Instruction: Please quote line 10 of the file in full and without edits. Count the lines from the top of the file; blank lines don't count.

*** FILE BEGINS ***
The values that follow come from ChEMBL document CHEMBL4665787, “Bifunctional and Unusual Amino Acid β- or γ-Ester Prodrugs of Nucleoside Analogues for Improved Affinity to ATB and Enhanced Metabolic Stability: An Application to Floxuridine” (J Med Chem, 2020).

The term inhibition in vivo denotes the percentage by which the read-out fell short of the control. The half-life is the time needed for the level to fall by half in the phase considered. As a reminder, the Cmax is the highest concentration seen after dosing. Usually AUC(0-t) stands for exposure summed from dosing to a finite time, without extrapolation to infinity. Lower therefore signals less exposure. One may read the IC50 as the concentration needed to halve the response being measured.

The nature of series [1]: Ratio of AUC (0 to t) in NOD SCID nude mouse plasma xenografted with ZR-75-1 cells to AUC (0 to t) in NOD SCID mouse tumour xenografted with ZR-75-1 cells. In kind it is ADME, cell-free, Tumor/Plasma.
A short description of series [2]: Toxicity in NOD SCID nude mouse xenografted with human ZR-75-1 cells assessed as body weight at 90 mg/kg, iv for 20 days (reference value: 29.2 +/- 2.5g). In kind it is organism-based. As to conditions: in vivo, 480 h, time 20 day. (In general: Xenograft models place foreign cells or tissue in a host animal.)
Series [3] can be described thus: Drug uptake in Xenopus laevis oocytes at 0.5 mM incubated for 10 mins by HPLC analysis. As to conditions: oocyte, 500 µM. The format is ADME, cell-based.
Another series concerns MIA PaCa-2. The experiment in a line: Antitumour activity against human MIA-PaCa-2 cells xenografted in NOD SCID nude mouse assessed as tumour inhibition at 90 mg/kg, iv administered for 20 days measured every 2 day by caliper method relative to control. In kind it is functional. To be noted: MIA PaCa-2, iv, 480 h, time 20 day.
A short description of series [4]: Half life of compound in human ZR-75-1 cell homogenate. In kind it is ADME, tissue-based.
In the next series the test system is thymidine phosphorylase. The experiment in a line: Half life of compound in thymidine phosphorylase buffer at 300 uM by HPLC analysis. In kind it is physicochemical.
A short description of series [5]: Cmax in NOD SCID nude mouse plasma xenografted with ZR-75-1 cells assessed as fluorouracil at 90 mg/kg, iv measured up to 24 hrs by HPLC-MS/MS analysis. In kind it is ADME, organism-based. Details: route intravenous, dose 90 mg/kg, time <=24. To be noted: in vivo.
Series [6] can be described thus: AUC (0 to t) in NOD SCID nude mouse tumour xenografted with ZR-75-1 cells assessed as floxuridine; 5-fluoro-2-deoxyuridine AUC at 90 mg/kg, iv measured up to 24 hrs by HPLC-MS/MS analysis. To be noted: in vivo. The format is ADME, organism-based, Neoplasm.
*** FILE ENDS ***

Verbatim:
Series [6] can be described thus: AUC (0 to t) in NOD SCID nude mouse tumour xenografted with ZR-75-1 cells assessed as floxuridine; 5-fluoro-2-deoxyuridine AUC at 90 mg/kg, iv measured up to 24 hrs by HPLC-MS/MS analysis. To be noted: in vivo. The format is ADME, organism-based, Neoplasm.